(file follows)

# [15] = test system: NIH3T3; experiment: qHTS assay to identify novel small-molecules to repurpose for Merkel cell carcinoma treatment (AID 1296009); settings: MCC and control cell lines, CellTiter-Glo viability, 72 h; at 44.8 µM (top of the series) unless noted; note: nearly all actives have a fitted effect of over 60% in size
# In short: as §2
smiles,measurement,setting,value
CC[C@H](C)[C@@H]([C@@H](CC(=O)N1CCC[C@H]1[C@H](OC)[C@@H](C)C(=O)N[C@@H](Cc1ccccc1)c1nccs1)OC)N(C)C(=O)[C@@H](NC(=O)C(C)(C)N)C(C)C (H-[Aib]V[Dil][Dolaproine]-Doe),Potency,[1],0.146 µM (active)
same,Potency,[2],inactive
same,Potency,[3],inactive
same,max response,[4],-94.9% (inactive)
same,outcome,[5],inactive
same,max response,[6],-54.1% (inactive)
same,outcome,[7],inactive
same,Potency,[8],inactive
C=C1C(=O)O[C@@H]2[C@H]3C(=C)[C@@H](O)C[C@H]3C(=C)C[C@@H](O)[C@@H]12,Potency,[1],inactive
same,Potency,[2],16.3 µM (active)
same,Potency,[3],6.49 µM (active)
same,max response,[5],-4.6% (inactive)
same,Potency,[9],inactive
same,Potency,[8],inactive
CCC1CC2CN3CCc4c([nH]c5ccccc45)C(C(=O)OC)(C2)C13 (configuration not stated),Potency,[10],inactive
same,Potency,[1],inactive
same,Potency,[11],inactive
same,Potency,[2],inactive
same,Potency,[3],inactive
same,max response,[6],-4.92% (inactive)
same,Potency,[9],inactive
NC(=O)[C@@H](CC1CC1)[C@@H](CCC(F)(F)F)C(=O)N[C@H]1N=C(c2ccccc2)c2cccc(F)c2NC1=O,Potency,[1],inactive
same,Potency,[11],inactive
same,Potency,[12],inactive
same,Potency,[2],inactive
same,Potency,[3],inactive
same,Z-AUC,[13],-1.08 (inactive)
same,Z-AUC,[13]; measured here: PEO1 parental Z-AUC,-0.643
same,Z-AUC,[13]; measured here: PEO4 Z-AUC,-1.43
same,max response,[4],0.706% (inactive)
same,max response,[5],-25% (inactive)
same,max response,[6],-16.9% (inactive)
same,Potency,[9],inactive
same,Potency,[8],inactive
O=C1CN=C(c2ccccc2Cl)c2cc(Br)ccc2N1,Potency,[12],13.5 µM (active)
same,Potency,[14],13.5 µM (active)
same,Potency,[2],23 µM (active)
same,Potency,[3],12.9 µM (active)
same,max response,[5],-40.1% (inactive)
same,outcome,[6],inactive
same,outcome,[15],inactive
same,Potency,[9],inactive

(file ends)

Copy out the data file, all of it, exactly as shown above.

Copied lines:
# [15] = test system: NIH3T3; experiment: qHTS assay to identify novel small-molecules to repurpose for Merkel cell carcinoma treatment (AID 1296009); settings: MCC and control cell lines, CellTiter-Glo viability, 72 h; at 44.8 µM (top of the series) unless noted; note: nearly all actives have a fitted effect of over 60% in size
# In short: as §2
smiles,measurement,setting,value
CC[C@H](C)[C@@H]([C@@H](CC(=O)N1CCC[C@H]1[C@H](OC)[C@@H](C)C(=O)N[C@@H](Cc1ccccc1)c1nccs1)OC)N(C)C(=O)[C@@H](NC(=O)C(C)(C)N)C(C)C (H-[Aib]V[Dil][Dolaproine]-Doe),Potency,[1],0.146 µM (active)
same,Potency,[2],inactive
same,Potency,[3],inactive
same,max response,[4],-94.9% (inactive)
same,outcome,[5],inactive
same,max response,[6],-54.1% (inactive)
same,outcome,[7],inactive
same,Potency,[8],inactive
C=C1C(=O)O[C@@H]2[C@H]3C(=C)[C@@H](O)C[C@H]3C(=C)C[C@@H](O)[C@@H]12,Potency,[1],inactive
same,Potency,[2],16.3 µM (active)
same,Potency,[3],6.49 µM (active)
same,max response,[5],-4.6% (inactive)
same,Potency,[9],inactive
same,Potency,[8],inactive
CCC1CC2CN3CCc4c([nH]c5ccccc45)C(C(=O)OC)(C2)C13 (configuration not stated),Potency,[10],inactive
same,Potency,[1],inactive
same,Potency,[11],inactive
same,Potency,[2],inactive
same,Potency,[3],inactive
same,max response,[6],-4.92% (inactive)
same,Potency,[9],inactive
NC(=O)[C@@H](CC1CC1)[C@@H](CCC(F)(F)F)C(=O)N[C@H]1N=C(c2ccccc2)c2cccc(F)c2NC1=O,Potency,[1],inactive
same,Potency,[11],inactive
same,Potency,[12],inactive
same,Potency,[2],inactive
same,Potency,[3],inactive
same,Z-AUC,[13],-1.08 (inactive)
same,Z-AUC,[13]; measured here: PEO1 parental Z-AUC,-0.643
same,Z-AUC,[13]; measured here: PEO4 Z-AUC,-1.43
same,max response,[4],0.706% (inactive)
same,max response,[5],-25% (inactive)
same,max response,[6],-16.9% (inactive)
same,Potency,[9],inactive
same,Potency,[8],inactive
O=C1CN=C(c2ccccc2Cl)c2cc(Br)ccc2N1,Potency,[12],13.5 µM (active)
same,Potency,[14],13.5 µM (active)
same,Potency,[2],23 µM (active)
same,Potency,[3],12.9 µM (active)
same,max response,[5],-40.1% (inactive)
same,outcome,[6],inactive
same,outcome,[15],inactive
same,Potency,[9],inactive